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When is the last time you read your kids “McElligot's Pool”
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Poll

When is the last time you read your kids “McElligot's Pool”
Its our favorite book  
 0%  [ 1 ]
Today  
 0%  [ 1 ]
This week  
 1%  [ 2 ]
My kids are older, but we used to read it regularly  
 9%  [ 11 ]
This month  
 0%  [ 1 ]
Never  
 22%  [ 25 ]
What is "McElligot's Pool"?  
 63%  [ 70 ]
Total Votes : 111


amother




Babypink
 

Post Thu, Mar 04 2021, 10:50 pm
SixOfWands wrote:
Shakespeare and Dickens are in the public domain, so anyone can publish them who wants. The estates of Shakespeare and Dickens have no say. I don't think that the Merchant of Venice in particular should be taught in high school given the obvious antisemitism of the Shylock character.

I'd be happy to see a lot of Roald Dahl disappear. I certainly haven't shown my kids Chitty Chitty Bang Bang, but they've seen James Bond movies, and even Willy Wonka.


Off topic- but why not chitty chitty bang bang?
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youngishbear




 
 
 
 

Post Thu, Mar 04 2021, 11:07 pm
enneamom wrote:
There are many amazing books that I've yet to discover.

Apparently, there are now six less of them. Including a book that won Dr. Seuss his first Caldecott honor, and the only title he ever illustrated in watercolor. You should check out the illustrations; they are works of art.

Where will the state of education in the country be left, after the liberals are done with their snipping and pruning? Will they ever be done?


I should hope that general secular education would change over time, as language evolves, history extends further into the future, and scientific discoveries change what is known about the mysteries of the universe.

It isn't the Torah, after all.
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amother




Babypink
 

Post Thu, Mar 04 2021, 11:25 pm
youngishbear wrote:
I should hope that general secular education would change over time, as language evolves, history extends further into the future, and scientific discoveries change what is known about the mysteries of the universe.

It isn't the Torah, after all.


First of all, you are a very talented writer. That just needed to be said.

But even as history extends further into the future, is there ever an excuse or a logical reason to try and blot out the history that has already been made? Especially in art and literature. These books are examples of their times.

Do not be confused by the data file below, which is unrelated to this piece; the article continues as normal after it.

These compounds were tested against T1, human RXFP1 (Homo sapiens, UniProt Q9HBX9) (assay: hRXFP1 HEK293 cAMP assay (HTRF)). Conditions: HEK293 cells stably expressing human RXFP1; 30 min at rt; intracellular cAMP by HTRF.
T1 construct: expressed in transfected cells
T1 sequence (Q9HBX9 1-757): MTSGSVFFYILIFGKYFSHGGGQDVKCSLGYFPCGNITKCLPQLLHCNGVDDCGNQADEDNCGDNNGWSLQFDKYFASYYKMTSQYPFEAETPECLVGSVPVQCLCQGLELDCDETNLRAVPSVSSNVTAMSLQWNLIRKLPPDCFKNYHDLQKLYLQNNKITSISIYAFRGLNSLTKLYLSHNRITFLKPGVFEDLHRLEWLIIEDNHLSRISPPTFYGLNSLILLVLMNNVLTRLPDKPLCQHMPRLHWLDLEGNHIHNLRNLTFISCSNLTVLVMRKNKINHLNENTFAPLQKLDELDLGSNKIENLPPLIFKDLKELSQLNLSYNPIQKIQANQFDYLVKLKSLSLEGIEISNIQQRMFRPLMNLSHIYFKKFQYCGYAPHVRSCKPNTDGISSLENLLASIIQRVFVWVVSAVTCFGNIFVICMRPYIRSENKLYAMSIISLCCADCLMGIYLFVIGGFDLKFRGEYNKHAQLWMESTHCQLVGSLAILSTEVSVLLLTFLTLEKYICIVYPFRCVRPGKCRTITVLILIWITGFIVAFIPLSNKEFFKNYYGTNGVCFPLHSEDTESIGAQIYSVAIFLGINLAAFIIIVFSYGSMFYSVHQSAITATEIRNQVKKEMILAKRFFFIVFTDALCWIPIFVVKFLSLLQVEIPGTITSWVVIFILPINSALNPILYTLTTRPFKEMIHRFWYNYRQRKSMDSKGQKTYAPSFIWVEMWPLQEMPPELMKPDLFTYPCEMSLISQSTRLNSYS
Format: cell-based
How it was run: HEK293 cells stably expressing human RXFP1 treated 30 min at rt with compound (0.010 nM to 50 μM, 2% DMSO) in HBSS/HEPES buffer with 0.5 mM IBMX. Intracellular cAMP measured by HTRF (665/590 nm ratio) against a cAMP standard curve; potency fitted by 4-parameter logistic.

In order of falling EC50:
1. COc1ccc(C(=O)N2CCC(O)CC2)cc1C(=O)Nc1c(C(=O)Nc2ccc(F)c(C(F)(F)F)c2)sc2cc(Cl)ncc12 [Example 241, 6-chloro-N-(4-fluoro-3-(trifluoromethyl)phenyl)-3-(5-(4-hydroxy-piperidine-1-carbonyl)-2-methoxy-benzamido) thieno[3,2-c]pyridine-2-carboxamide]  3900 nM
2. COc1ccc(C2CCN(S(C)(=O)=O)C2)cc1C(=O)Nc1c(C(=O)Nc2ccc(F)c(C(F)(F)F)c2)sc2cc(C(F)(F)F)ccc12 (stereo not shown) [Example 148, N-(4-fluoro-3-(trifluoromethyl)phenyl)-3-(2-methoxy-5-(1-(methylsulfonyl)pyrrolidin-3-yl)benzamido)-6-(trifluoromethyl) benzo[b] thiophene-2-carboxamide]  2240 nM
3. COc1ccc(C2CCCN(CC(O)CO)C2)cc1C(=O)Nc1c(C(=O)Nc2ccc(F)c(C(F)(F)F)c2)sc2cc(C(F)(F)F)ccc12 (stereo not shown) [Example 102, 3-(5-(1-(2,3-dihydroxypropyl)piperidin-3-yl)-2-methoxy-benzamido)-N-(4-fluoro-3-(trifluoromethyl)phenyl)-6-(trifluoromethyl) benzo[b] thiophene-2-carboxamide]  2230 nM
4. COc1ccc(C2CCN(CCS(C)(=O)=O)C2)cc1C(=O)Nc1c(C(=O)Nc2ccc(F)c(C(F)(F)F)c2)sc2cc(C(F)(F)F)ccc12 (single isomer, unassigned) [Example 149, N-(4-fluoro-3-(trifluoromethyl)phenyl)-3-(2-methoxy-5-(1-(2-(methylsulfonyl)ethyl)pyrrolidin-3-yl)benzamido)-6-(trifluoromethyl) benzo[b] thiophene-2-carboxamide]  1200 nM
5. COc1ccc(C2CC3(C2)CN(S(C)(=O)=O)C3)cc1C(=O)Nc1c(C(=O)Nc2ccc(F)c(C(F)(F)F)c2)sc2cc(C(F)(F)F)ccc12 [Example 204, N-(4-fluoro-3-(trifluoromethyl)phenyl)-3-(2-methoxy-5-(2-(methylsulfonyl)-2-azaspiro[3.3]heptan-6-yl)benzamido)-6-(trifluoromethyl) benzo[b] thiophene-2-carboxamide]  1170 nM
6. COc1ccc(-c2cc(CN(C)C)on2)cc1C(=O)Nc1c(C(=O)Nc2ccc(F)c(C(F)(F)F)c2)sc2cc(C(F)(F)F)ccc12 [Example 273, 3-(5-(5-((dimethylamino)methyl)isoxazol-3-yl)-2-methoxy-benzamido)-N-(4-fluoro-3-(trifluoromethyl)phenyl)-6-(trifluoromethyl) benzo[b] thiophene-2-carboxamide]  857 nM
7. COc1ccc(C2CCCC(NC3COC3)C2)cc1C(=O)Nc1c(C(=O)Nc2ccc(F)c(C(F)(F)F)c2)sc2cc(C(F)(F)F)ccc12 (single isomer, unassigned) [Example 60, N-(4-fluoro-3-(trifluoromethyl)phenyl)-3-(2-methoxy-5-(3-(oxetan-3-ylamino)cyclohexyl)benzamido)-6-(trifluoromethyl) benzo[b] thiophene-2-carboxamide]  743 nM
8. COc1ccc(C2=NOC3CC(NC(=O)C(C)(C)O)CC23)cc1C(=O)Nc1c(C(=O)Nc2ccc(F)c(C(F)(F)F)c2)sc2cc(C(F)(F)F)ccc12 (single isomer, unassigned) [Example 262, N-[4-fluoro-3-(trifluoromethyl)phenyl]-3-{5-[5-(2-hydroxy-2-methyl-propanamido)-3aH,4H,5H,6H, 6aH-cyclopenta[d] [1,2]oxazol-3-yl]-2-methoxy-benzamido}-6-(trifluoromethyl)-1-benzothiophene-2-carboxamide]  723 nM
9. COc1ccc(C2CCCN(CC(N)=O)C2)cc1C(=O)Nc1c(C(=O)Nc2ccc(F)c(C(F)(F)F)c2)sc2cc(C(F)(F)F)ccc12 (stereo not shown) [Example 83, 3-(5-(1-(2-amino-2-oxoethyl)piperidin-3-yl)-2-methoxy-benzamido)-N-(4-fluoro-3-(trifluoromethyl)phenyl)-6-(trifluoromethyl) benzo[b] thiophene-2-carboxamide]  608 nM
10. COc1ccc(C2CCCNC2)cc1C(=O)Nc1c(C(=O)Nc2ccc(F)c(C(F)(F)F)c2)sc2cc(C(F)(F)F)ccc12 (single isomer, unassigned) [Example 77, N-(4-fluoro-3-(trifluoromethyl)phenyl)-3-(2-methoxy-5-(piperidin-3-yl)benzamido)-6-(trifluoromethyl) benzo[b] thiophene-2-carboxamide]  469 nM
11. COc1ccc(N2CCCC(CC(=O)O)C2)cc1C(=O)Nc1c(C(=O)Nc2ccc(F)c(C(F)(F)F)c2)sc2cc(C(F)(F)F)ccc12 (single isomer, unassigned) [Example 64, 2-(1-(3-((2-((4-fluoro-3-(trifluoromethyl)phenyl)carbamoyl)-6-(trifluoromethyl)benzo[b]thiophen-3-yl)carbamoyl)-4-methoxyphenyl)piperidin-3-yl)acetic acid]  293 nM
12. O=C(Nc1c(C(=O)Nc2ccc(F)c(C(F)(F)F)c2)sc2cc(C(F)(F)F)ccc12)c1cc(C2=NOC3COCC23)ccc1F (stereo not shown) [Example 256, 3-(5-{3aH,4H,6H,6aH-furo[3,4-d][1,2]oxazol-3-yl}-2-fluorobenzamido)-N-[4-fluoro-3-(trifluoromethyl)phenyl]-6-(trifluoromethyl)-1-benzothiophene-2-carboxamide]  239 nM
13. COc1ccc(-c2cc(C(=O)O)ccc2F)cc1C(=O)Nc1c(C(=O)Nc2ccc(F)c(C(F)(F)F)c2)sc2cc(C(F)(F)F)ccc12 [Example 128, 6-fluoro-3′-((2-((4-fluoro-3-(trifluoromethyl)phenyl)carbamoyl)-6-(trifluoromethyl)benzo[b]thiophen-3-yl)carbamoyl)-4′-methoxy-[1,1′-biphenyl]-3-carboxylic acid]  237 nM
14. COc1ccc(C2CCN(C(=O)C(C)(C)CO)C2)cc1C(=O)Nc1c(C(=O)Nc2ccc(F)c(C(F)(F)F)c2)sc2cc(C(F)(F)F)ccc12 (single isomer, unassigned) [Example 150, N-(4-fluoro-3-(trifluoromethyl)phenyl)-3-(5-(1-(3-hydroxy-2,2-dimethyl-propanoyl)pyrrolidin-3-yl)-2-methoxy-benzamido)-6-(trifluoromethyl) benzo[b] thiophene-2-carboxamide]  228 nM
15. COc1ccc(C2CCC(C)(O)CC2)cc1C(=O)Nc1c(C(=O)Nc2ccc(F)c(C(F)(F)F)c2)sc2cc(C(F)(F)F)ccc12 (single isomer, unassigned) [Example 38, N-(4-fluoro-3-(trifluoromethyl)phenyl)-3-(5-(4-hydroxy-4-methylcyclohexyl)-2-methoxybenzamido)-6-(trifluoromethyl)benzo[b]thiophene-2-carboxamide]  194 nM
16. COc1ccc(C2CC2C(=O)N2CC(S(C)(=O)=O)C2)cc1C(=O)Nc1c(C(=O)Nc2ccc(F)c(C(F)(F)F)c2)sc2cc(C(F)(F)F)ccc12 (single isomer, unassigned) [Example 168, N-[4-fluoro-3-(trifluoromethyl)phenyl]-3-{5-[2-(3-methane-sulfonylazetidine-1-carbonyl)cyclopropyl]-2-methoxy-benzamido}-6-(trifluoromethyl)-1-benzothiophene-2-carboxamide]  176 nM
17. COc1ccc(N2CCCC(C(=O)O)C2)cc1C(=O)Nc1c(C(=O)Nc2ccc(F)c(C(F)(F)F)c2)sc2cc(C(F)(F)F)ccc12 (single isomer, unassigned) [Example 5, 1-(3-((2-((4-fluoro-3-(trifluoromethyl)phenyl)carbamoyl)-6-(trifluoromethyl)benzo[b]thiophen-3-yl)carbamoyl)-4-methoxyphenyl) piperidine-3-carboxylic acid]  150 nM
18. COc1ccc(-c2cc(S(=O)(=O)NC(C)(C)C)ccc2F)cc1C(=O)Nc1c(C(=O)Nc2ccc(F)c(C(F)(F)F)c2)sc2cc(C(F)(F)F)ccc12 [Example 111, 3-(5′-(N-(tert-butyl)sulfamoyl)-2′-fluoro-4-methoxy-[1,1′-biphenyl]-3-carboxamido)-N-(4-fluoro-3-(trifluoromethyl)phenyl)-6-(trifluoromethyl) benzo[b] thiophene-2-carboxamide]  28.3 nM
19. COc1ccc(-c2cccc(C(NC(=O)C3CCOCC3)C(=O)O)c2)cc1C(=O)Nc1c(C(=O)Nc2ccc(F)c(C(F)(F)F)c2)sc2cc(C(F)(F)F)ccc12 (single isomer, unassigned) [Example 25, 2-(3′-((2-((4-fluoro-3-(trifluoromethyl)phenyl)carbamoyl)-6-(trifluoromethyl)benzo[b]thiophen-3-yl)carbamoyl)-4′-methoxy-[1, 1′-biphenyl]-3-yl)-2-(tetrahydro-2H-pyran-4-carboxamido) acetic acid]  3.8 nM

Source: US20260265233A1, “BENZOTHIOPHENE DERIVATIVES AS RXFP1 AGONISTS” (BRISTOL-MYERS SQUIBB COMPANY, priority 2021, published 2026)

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tigerwife




 
 
 
 

Post Thu, Mar 04 2021, 11:38 pm
amother [ Babypink ] wrote:
Off topic- but why not chitty chitty bang bang?


Besides for that terrifying child-snatcher?
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amother




Crimson
 

Post Fri, Mar 05 2021, 7:10 am
enneamom wrote:
What a shame. It looks like a great book.

https://seussblog.wordpress.co.....pool/

Quote:
SUMMARY:

Once again we are taken on a roller coaster ride of amazing imagination with Marco, from And To Think I Saw It On Mulberry Street. This time we see him sitting by McElligot’s Pool with fishing pole in hand. The pool is small and full of junk, but even after an adult farmer tells him he is being a fool, Marco continues to expect fish.

” ‘ Hmmm…’ answered Marco,
‘It may be you’re right.
I’ve been here three hours
Without one single bite.
There might be no fish…
‘But, again,
Well, there might!’ “

He explains that the pool might connect to an underground brook and under State Highway Two-Hundred-and-Three and under Sneeden’s Hotel and all the way out to the sea!

Then Marco starts to imagine all of the fantastical fish that could be out there on their way to McElligot’s Pool such as a fish with a checkboard belly or a fish made of strawberry jelly or even a sea horse (that actually has a horses head) and a fish that is partly a cow. Also, fish from the tropics and Eskimo fish and an eel with two heads.

The list goes on and on, including a fish with a terrible grouch (that looks an awful lot like the Grinch) and some acrobatic fish from the Circus that make a tower. Finally Marco announces:

“Oh, the sea is a so full of a number of fish,
If a fellow is patient, he might get his wish!”

And in a page that mimics the first page with the farmer looking on at Marco and the little pool Marco tells the farmer: